-In November of last year, Netflix (NASDAQ:NFLX) selected Level 3 for a three-year deal to serve as a primary content delivery network [CDN] provider for Netflix, to support the company’s streaming functionality and storage for the entire Netflix library of content. Level 3 has stored the entire Netflix streaming library of more than 20,000 titles. Level 3 started serving traffic on January 1, 2011. Analyst Jennifer Fritzsche of Wells Fargo and Co. says, “The Netflix win is likely to be meaningful to incremental revenue growth for the company...”. Dan Rayburn, a Frost & Sullivan analyst, said he expected Netflix to end its relationship with Akamai (NASDAQ:AKAM). If this occurs, I estimate that Level 3 will capture 80% of Netflix's business with Limelight (NASDAQ:LLNW) providing the other 20%.

-On Feb 28, 2011; Level 3 announced a strategic long-term agreement with leading Middle East telecommunications operator Saudi Telecom (NYSE:STC) to enable international IP and content distribution services in Saudi Arabia and across the Middle East. “With the largest international network in the Middle East and Africa, Saudi Telecom is the only Middle East operator today that has international connectivity by way of both multiple submarine cable systems and a terrestrial cable system via the recently launched Jeddah-Amman-Damascus-Istanbul (JADI) link,” said Saad Demyati, Saudi Telecom’s vice president of Wholesale Business Unit. “Our relationship with Level 3 allows us to offer the reliable, high-quality global connectivity and end-to-end solutions our customers increasingly demand, with the unique benefit of access to a fully redundant and scalable Tier 1 network.”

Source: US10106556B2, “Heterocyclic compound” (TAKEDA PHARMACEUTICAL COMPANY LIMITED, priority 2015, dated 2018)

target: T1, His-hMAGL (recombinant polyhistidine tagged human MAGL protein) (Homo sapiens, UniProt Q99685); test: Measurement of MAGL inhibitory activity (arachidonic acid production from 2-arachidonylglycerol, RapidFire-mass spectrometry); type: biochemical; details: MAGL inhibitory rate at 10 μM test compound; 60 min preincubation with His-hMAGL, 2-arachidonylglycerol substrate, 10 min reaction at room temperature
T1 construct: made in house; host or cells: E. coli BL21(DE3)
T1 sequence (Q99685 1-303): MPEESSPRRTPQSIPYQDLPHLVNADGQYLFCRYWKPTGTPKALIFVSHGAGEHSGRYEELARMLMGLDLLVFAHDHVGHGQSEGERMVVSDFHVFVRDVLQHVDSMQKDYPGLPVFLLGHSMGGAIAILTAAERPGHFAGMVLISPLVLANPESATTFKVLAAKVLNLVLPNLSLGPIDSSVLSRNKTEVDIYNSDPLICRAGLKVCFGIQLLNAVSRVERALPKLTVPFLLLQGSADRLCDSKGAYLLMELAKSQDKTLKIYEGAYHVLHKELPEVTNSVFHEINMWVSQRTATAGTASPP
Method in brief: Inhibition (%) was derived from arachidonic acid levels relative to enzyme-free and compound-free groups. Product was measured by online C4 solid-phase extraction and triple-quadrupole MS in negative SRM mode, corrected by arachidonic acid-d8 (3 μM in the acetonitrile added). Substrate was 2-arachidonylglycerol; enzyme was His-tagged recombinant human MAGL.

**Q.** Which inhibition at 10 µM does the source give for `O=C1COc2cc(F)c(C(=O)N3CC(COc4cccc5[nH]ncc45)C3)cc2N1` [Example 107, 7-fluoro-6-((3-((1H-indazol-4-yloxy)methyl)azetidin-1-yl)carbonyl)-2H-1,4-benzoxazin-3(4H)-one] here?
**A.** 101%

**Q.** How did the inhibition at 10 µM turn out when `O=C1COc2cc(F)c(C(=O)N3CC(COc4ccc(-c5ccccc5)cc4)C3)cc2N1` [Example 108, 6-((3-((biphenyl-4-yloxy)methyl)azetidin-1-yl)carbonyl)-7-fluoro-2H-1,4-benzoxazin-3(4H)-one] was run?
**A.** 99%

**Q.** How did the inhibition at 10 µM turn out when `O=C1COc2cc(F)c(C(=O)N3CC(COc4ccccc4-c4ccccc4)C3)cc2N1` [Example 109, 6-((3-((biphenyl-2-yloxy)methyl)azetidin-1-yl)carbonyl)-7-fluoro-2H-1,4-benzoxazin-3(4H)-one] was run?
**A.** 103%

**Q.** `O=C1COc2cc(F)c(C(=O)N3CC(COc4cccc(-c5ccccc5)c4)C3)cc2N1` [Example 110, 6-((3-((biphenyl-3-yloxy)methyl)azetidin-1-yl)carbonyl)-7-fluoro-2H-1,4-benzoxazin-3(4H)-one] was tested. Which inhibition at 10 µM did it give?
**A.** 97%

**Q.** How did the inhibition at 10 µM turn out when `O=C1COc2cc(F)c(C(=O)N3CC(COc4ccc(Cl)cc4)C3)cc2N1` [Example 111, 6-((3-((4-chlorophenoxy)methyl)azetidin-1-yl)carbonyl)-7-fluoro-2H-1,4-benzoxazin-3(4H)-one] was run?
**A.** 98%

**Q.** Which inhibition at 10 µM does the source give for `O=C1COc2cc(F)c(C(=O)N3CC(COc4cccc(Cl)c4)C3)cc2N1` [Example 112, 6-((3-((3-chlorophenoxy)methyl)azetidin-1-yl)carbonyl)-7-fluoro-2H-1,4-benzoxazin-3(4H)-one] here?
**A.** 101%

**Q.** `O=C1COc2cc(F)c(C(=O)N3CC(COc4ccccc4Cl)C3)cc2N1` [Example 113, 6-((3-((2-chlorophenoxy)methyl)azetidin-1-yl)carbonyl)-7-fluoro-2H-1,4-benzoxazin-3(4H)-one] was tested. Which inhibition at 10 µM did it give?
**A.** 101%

-On March 1,2011, Level 3 announced it has been selected by Crytek GmbH, one of the world's leading independent development studios for interactive entertainment, to support the company’s website content delivery needs.

5) Technical Indicators - Level 3 recently traded at high of $1.65 on Feb. 18, 2011. In my opinion, this is an excellent chance to buy the stock on this recent pullback. Technical indicators show Level 3 is now extremely oversold. Also, it is interesting to note the recent bullish options activity.

Final note: In the last earnings report on February 2, 2011, CEO James Crowe made comments during the conference call which provide an excellent summary of what is to come for Level 3:

I think that the past year, 2010, will be remembered in our industry as the year of the visual Internet. By that statement, I mean that for the American consumer, online delivery of video content, including long-form full screen movies and TV shows is now a reality. Americans now spend as much time online as they do watching TV, a startling shift in viewing habits. A particular note is the fact that 18- to 24-year-olds get more of their video entertainment from broadband connections than from traditional cable TV satellite or DVDs. And many, if not most observers, forecast that the explosion in the number of smartphones and tablet devices will mean that wireless services will increasingly be part of the same visual Internet … And I believe there is no company in our industry better positioned to benefit from the visual Internet than Level 3.

Source: Level 3: A Takeover Target With 100% Upside